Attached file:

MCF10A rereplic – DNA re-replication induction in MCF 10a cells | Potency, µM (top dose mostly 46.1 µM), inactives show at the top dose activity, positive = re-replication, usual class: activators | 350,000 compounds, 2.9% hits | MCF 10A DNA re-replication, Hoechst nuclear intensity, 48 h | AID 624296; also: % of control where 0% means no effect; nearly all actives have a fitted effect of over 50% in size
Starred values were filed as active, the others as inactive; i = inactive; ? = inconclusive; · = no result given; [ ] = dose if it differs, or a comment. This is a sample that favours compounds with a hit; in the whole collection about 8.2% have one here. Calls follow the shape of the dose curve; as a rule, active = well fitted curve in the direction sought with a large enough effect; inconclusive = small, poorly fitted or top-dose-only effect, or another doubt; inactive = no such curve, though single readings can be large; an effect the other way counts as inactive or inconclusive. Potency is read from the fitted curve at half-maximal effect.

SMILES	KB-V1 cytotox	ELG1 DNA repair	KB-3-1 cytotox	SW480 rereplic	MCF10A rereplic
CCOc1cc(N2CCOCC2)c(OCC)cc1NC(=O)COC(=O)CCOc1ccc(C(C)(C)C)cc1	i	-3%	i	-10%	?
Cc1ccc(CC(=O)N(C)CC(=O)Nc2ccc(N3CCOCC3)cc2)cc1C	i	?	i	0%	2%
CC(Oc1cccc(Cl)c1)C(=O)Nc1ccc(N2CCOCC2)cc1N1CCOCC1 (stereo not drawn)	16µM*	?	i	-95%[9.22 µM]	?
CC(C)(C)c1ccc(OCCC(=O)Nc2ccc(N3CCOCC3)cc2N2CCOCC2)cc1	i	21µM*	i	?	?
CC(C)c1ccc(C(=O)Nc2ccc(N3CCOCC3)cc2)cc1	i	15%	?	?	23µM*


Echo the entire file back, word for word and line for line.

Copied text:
MCF10A rereplic – DNA re-replication induction in MCF 10a cells | Potency, µM (top dose mostly 46.1 µM), inactives show at the top dose activity, positive = re-replication, usual class: activators | 350,000 compounds, 2.9% hits | MCF 10A DNA re-replication, Hoechst nuclear intensity, 48 h | AID 624296; also: % of control where 0% means no effect; nearly all actives have a fitted effect of over 50% in size
Starred values were filed as active, the others as inactive; i = inactive; ? = inconclusive; · = no result given; [ ] = dose if it differs, or a comment. This is a sample that favours compounds with a hit; in the whole collection about 8.2% have one here. Calls follow the shape of the dose curve; as a rule, active = well fitted curve in the direction sought with a large enough effect; inconclusive = small, poorly fitted or top-dose-only effect, or another doubt; inactive = no such curve, though single readings can be large; an effect the other way counts as inactive or inconclusive. Potency is read from the fitted curve at half-maximal effect.

SMILES	KB-V1 cytotox	ELG1 DNA repair	KB-3-1 cytotox	SW480 rereplic	MCF10A rereplic
CCOc1cc(N2CCOCC2)c(OCC)cc1NC(=O)COC(=O)CCOc1ccc(C(C)(C)C)cc1	i	-3%	i	-10%	?
Cc1ccc(CC(=O)N(C)CC(=O)Nc2ccc(N3CCOCC3)cc2)cc1C	i	?	i	0%	2%
CC(Oc1cccc(Cl)c1)C(=O)Nc1ccc(N2CCOCC2)cc1N1CCOCC1 (stereo not drawn)	16µM*	?	i	-95%[9.22 µM]	?
CC(C)(C)c1ccc(OCCC(=O)Nc2ccc(N3CCOCC3)cc2N2CCOCC2)cc1	i	21µM*	i	?	?
CC(C)c1ccc(C(=O)Nc2ccc(N3CCOCC3)cc2)cc1	i	15%	?	?	23µM*